“Microteaching” is a longstanding approach to practicing teaching. This
method has been used across the United States and in other countries.
Participants are asked to learn and demonstrate certain basic elements
of presenting a lesson. Short lessons are presented to other members of
a small group of participants and the lesson is videoed. The presenter
receives feedback from the participants and he or she views the video
at a later time. This process is repeated through a series of lessons
as new teaching challenges are explored.
The learning that occurs is highly experiential. The “lesson basics”
are at the core of the course, but the learning that occurs is
individualized and dependent upon the unique experience of each
learner. Learning is also influenced by the dynamics of the group. The
members of the group are dependent upon each other for the most
valuable commodity provided by the microteaching process: feedback. A
bond of commitment between the group members enhances the group
learning process. The group is committed to help each member, in a
thoughtful and caring fashion, to understand their teaching strengths
Facilitators are an important part of the process. Facilitators
initiate and monitor the learning process, but are not the primary
source of the learning that occurs. While facilitators have
responsibility for providing a structured, substantive, and caring
learning environment, each participant is ultimately responsible for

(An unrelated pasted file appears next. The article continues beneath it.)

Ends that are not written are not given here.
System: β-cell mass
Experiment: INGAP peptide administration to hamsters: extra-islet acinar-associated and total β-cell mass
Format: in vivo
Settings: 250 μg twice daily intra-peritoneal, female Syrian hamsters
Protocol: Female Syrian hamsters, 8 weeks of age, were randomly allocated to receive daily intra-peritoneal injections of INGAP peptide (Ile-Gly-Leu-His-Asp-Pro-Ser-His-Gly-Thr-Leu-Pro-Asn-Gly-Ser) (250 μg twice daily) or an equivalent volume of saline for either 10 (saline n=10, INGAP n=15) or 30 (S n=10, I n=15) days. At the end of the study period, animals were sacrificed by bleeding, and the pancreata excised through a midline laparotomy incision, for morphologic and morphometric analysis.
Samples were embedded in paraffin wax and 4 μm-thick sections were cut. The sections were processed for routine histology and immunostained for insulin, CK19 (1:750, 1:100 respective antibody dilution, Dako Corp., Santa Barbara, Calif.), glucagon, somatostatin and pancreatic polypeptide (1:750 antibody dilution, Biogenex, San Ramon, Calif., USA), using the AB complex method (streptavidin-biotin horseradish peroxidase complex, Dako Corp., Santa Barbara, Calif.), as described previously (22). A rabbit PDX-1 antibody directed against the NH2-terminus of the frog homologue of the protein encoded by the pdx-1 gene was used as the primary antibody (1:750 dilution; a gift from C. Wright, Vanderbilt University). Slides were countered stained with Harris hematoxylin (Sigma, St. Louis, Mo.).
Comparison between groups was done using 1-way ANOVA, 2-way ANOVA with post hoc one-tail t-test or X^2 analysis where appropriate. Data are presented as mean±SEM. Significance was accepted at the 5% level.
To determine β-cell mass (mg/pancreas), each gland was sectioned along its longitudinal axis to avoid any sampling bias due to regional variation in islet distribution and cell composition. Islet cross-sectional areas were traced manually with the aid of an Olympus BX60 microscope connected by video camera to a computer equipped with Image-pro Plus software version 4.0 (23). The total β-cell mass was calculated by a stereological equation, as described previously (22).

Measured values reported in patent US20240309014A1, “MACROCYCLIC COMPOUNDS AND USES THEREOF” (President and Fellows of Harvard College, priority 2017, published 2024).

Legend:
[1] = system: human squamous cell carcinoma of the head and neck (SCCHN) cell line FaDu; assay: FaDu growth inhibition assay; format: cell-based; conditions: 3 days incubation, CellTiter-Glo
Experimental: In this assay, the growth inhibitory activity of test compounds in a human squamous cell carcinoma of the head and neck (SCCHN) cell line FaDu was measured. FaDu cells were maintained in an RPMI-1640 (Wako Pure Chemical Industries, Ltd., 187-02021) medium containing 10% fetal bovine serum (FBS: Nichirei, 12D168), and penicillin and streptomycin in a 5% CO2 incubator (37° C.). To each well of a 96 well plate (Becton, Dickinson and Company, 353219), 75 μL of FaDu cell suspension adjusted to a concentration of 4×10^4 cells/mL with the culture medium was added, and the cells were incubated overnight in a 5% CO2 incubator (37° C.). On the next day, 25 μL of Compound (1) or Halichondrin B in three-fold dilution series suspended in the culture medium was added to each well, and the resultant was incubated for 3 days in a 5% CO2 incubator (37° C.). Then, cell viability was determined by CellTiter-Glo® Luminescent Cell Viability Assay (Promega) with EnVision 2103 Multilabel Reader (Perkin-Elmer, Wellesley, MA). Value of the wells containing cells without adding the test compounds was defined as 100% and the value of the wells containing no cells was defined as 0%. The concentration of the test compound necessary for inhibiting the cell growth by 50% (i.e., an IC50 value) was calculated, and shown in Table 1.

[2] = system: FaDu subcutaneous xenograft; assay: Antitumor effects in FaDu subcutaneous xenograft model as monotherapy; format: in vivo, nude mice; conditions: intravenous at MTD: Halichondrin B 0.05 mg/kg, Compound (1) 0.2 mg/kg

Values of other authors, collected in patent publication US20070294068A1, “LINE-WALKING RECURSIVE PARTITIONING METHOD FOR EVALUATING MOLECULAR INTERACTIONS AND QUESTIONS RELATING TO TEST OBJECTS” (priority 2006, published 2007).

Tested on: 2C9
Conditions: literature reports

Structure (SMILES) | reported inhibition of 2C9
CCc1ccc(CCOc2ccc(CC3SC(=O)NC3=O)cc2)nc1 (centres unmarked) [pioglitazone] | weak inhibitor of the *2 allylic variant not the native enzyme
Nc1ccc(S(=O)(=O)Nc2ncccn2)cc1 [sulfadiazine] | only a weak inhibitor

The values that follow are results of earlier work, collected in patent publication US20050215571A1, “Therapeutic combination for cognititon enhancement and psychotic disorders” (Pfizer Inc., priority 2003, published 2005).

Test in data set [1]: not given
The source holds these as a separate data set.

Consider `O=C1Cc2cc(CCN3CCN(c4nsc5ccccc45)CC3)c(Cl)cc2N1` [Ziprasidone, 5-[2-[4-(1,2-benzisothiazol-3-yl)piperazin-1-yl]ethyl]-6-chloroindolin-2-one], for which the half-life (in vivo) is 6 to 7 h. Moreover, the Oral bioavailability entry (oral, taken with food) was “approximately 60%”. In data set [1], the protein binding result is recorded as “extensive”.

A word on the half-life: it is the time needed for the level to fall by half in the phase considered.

his or her own experience within the process and, consequently, his or
her own learning.
The course also includes a series of large-group discussions about
teaching. These discussions relate to various teaching challenges or to
other ideas that are fundamental to teaching. In addition, participants
will be asked to complete assignments online using a course discussion
Student Learning Outcomes
By the end of the course, participants will be able to:
Describe three basic principles of
effective teaching and explain the importance of each one with specific
reference to the college classroom.
Using a written lesson plan, design
lessons that include all of the “lesson basics” and analyze their
Evaluate the instructional
effectiveness of lesson presentations and apply appropriate feedback
Implement good time management
practices during lesson presentations.
Shifting from Teaching to Learning
Basic Principles of Teaching
Experiential & Active Learning
Participants are asked to engage in frequent discussions, to give and
to observe short lessons, and to provide effective feedback to others.
A minimal amount of work is done online, but very little technical
expertise is needed.
The class is 2 units and normally meets 3 hours per week for 11 weeks.
Microteaching employs multiple facilitators.